Monday, January 10, 2011

Labels Are Labels, But Let’s Get Real

I’m aware that some labels are perceived to be negative and therefore, some wish to avoid them at all costs, but the reality is that some labels merely give the communicator a means to describe the person in question.

For example: The Latino man walked out of the bank.
For example: The Black man stole the bike.
For example: He is bisexual, but prefers to date women.

Now, we can argue until we turn blue in the face and chances are that the labels used to define us would still exist. Is it necessary to use these defining labels in all our communication? Probably not, but sometimes it is necessary to give our reader or listener the ability to get a picture of who we’re talking about or the perceived motivation(s) for someone’s actions.

Years ago, I was amazed to hear a story about men in the Dominican Republic that slept with men for cash – tourists specifically – but they identified as straight and usually returned to their wife and children at the end of their “work day”. It kind-of made me think of a woman who stands on the street corner, sells her body for cash, but doesn’t identify as a prostitute. Does how we identify change the true label of what we are? Does it matter that we may not care for the label associated with who we are or our behavior?

It’s 2011 and labels and check boxes are a bit outdated, but they still serve as a means to define people, situations, preferences, etc. What needs to change FIRST is our associating labels with anything negative and just seeing them as a means to have a clearer vision or picture of the world around us.

So now when you see a statement such as, “The gay man suddenly felt an attraction for his housekeeper,” you should simply get a picture of who we’re talking about, why the story is relevant and how the subjects of our sentence came to know each other. Although I suspect that until we learn to stop judging, we’ll have folks looking at the labels as a means to draw conclusions based on negative perceptions for certain labels.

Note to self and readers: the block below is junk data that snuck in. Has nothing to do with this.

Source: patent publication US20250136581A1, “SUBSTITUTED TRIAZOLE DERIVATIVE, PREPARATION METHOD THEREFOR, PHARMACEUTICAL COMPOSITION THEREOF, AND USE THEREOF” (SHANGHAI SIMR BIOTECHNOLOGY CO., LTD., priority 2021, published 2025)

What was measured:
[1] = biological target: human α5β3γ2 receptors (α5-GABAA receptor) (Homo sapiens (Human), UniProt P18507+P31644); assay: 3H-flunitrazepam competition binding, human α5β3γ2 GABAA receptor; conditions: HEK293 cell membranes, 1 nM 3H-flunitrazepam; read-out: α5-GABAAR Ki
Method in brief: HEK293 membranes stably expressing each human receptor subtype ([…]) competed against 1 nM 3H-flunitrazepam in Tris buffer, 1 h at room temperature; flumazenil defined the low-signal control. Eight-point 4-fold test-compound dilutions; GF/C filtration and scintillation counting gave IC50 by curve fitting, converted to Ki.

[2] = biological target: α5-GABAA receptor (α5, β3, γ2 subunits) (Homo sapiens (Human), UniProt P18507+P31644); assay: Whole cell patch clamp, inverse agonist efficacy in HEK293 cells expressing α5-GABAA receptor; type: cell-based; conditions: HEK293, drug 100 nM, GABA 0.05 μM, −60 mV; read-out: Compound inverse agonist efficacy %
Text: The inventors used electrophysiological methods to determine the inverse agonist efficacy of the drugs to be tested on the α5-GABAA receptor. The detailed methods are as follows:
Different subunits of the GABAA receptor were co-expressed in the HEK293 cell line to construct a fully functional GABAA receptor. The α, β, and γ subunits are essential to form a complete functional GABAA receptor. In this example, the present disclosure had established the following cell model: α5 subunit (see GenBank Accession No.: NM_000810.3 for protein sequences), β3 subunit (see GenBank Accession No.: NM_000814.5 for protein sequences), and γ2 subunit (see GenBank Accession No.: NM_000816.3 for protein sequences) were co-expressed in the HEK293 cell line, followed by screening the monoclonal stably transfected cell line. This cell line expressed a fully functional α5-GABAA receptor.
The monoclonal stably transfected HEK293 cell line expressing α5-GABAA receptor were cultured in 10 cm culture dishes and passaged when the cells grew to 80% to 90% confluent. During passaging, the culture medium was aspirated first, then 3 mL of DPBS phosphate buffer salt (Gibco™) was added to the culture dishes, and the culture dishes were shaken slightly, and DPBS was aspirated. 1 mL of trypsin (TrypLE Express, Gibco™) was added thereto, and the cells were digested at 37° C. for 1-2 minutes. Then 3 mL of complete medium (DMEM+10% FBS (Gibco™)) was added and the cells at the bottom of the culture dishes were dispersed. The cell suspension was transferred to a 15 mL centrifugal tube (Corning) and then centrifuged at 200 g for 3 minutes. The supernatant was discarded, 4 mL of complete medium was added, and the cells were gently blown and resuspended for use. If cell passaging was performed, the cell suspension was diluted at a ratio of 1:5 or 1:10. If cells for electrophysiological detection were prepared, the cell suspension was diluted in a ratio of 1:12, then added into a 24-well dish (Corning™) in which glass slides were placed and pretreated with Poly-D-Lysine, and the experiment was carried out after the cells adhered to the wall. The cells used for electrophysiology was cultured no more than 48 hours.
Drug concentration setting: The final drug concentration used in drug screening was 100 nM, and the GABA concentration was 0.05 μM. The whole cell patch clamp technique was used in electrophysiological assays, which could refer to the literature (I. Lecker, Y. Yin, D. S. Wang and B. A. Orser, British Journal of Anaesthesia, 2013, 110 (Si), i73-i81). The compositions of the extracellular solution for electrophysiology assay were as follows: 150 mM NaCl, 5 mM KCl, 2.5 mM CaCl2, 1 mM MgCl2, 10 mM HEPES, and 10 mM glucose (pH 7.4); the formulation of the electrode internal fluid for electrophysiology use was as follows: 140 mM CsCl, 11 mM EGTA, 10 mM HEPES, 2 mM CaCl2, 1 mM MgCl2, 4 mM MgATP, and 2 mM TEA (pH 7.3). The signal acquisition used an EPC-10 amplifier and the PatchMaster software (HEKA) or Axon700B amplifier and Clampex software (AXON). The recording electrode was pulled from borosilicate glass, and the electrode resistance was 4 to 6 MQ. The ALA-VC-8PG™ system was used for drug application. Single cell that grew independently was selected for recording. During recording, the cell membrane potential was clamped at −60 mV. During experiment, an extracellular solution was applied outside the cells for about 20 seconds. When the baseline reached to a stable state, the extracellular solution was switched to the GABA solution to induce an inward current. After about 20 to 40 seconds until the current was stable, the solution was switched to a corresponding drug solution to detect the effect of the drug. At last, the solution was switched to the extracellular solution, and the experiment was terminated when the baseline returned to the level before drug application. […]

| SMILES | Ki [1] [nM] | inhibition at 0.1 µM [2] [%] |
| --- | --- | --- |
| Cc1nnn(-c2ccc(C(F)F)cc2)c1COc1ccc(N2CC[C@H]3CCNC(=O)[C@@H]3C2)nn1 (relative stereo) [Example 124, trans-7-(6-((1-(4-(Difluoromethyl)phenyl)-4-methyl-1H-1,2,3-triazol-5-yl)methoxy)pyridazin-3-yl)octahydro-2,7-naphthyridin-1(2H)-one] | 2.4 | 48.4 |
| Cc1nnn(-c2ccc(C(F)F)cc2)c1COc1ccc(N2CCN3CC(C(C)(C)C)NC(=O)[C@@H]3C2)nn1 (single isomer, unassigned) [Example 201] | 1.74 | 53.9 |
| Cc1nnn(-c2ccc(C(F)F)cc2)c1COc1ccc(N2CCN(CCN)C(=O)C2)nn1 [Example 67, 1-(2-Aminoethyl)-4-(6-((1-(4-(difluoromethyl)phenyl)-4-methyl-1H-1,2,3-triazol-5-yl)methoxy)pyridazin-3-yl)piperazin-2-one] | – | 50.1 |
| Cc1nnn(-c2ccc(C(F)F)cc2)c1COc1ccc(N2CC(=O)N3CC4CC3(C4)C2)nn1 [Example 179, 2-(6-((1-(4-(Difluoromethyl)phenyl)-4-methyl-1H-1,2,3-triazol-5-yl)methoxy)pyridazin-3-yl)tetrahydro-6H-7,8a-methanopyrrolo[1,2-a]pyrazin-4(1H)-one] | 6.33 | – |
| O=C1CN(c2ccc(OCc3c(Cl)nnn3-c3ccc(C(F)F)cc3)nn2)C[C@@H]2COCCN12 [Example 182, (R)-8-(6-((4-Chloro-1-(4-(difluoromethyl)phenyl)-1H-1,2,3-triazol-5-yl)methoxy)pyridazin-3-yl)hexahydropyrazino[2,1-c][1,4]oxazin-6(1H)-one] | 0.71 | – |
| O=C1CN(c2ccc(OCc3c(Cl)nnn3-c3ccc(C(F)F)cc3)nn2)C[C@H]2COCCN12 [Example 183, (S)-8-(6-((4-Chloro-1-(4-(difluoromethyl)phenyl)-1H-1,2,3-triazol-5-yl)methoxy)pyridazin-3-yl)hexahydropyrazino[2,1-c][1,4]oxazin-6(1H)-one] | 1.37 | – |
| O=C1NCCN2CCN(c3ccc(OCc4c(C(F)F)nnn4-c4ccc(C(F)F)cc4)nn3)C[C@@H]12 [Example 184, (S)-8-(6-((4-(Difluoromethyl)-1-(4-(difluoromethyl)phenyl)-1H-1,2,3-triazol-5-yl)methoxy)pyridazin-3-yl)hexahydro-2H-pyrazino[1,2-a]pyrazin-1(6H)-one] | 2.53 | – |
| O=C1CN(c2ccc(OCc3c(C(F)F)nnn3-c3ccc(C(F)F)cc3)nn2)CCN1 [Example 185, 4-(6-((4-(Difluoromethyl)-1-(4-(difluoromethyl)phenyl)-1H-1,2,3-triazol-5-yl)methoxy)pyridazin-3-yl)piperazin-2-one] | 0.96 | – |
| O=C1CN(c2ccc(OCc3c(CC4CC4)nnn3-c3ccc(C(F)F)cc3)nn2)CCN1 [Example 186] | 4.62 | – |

Keep passin’ the open windows…

Monday, January 03, 2011

You’re Never Too Old for Mom’s Wisdom

One of the greatest blessings in my life is still having my mom around to chat-it-up with and get real and true tidbits of wisdom and advice on everything from preventing my rice from sticking to appreciating my relationship – long term. The truth is that for all the hell we may have given our parents growing up, we quickly realize that they may have been trying to make our lives a little better than their own. Every day, like clockwork, my mom and I get on the phone and talk about all things that are happening – including the folks in our circles. This morning I was talking to mom about her new Facebook friends – and yes, it’s quite GREAT to listen to how happy she is to connect with folks via Facebook! The conversation turned to folks who appeared so happy in love and marriage in the past and are now contemplating divorce. My mom simply said, “Some folks can’t just be happy. They have to have drama and constant activity to make them feel that their relationship is exciting and new.” I thought about those statements long after we hung up. The reality is that for those of us in long term relationships, it may sometimes feel like it can get old, routine or boring. We know our partners and what makes things work. We trudge along like hamsters on our little wheels. Then, for some God forsaken reason, some folks think that some new person is much more exciting, fun, daring….just an all-around better match for their lives. It’s like the analogy of the old shoe. You give up those comfy pair of Hush Puppies for those Balenciaga pumps only to find out that they aren’t as much fun when you have to walk in them all day, every day. That’s really how relationships are. New folks will always seem like such a fun, adrenaline-packed change to the routine that our lives have become, but as we say in Spanish, “Hasta la belleza cansa.” That new “piece” will be as hum-drum as you may have categorized your partner when you are forced to endure them day-in-and-day-out. Rather, my mom pointed out, we should take comfort in the routine we’ve established with our partners. Add in the spice at will, but appreciate that there is no drama in your home. Understand that a fire that burns slow and steady will warm you, but a flame that burns feverishly will most assuredly burn itself out and everything in its wake. Mom has the wisdom of her years and her years in a very long term relationship to speak some truth. The key is being able to take it in and live her triumphs while avoiding her heartaches. I guess that’s why I’m never too old for my mom’s wisdom.

Keep passin’ the open windows…